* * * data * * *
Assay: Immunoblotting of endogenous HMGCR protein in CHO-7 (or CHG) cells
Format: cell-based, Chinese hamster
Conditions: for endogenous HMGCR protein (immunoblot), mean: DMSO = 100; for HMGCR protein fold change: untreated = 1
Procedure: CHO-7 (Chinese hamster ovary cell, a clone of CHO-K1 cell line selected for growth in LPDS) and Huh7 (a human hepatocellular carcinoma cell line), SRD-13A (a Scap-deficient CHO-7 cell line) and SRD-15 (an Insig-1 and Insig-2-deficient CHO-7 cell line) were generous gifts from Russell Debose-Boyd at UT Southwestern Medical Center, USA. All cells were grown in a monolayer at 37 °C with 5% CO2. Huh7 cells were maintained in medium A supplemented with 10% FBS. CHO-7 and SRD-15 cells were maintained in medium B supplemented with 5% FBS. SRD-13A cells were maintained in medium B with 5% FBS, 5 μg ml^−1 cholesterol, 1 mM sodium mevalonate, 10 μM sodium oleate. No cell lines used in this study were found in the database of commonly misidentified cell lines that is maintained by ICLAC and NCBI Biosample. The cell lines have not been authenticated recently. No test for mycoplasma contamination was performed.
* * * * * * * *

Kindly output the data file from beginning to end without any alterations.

Assay: Immunoblotting of endogenous HMGCR protein in CHO-7 (or CHG) cells
Format: cell-based, Chinese hamster
Conditions: for endogenous HMGCR protein (immunoblot), mean: DMSO = 100; for HMGCR protein fold change: untreated = 1
Procedure: CHO-7 (Chinese hamster ovary cell, a clone of CHO-K1 cell line selected for growth in LPDS) and Huh7 (a human hepatocellular carcinoma cell line), SRD-13A (a Scap-deficient CHO-7 cell line) and SRD-15 (an Insig-1 and Insig-2-deficient CHO-7 cell line) were generous gifts from Russell Debose-Boyd at UT Southwestern Medical Center, USA. All cells were grown in a monolayer at 37 °C with 5% CO2. Huh7 cells were maintained in medium A supplemented with 10% FBS. CHO-7 and SRD-15 cells were maintained in medium B supplemented with 5% FBS. SRD-13A cells were maintained in medium B with 5% FBS, 5 μg ml^−1 cholesterol, 1 mM sodium mevalonate, 10 μM sodium oleate. No cell lines used in this study were found in the database of commonly misidentified cell lines that is maintained by ICLAC and NCBI Biosample. The cell lines have not been authenticated recently. No test for mycoplasma contamination was performed.